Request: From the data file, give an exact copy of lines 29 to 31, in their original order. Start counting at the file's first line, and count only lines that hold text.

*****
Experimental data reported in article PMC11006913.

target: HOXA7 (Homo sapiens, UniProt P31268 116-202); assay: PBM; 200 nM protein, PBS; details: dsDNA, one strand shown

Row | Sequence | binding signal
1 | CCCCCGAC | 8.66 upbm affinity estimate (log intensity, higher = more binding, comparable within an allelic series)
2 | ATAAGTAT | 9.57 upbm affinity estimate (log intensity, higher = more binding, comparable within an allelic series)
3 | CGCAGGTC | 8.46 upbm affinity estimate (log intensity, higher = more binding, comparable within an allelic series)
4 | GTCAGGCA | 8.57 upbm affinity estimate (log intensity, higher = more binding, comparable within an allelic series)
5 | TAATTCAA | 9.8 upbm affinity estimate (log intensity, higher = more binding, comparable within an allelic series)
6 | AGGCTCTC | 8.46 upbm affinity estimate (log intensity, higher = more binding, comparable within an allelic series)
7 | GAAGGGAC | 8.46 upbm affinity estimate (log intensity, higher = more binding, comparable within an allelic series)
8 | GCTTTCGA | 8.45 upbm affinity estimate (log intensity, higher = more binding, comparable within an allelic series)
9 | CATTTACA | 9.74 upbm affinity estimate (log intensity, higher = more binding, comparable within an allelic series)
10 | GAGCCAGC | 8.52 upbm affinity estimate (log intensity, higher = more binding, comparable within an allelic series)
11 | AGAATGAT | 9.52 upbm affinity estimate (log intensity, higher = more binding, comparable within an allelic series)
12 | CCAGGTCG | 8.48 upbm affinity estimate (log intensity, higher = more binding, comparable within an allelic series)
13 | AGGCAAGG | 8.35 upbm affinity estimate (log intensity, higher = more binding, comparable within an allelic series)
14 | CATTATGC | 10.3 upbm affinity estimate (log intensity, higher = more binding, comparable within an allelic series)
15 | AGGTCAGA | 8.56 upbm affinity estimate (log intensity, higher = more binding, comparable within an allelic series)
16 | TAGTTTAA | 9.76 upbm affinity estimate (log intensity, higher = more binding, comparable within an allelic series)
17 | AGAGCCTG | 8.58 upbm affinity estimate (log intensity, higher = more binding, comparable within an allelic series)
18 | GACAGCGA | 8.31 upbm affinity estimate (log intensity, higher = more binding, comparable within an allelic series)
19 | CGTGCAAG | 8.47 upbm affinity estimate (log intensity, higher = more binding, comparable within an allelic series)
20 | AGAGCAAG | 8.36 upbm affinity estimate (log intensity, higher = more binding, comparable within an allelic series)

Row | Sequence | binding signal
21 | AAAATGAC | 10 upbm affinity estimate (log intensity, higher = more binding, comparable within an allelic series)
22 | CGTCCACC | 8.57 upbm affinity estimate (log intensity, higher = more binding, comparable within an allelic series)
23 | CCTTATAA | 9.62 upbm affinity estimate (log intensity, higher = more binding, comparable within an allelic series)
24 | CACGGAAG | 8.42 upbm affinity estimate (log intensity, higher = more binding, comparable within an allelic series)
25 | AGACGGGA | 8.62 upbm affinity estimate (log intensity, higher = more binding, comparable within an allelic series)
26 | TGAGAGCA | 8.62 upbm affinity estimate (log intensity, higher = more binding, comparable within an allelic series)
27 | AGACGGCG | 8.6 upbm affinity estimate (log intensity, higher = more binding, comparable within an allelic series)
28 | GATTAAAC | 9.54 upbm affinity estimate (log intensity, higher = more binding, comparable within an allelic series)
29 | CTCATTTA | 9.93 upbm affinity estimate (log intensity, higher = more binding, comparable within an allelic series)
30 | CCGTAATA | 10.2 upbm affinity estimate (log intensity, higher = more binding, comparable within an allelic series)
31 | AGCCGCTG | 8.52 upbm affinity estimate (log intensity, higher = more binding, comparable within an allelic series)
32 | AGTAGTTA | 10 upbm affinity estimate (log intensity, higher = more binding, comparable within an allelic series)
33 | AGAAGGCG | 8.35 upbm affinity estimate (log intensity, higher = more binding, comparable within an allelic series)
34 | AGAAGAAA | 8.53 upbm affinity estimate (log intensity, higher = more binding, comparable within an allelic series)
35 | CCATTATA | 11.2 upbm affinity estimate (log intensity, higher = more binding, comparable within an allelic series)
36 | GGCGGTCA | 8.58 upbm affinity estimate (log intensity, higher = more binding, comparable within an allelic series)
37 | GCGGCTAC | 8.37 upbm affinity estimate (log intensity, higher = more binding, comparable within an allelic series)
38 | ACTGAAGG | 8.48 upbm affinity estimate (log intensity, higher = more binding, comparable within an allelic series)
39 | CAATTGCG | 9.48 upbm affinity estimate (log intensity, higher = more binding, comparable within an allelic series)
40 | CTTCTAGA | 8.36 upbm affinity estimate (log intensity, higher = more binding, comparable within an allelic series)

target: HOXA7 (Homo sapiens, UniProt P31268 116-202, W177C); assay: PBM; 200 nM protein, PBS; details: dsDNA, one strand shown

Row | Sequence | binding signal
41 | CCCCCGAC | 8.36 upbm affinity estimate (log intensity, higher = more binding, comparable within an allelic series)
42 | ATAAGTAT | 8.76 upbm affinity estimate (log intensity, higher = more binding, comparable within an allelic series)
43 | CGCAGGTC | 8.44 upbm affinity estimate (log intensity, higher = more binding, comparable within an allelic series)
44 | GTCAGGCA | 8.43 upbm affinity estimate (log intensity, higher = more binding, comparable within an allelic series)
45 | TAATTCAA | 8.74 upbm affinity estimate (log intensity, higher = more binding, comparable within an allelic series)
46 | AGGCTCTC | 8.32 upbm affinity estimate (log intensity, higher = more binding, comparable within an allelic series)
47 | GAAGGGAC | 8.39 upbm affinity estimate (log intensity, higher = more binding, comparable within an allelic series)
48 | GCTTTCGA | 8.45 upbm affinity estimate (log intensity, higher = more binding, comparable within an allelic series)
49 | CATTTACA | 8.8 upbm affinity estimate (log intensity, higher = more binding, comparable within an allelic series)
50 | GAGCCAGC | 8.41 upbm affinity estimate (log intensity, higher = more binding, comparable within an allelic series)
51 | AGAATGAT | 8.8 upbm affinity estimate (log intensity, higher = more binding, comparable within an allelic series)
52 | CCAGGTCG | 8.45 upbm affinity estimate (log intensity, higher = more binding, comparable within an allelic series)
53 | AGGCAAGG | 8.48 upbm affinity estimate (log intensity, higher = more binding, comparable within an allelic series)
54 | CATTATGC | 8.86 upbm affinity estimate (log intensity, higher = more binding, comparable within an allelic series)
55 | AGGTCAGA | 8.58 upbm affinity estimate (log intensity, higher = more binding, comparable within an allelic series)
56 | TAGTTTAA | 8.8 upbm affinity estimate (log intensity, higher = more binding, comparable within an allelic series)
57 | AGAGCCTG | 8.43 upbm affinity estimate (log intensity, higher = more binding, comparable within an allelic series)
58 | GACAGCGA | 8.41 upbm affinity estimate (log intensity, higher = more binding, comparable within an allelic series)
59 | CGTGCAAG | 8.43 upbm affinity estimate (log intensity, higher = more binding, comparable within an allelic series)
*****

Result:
25 | AGACGGGA | 8.62 upbm affinity estimate (log intensity, higher = more binding, comparable within an allelic series)
26 | TGAGAGCA | 8.62 upbm affinity estimate (log intensity, higher = more binding, comparable within an allelic series)
27 | AGACGGCG | 8.6 upbm affinity estimate (log intensity, higher = more binding, comparable within an allelic series)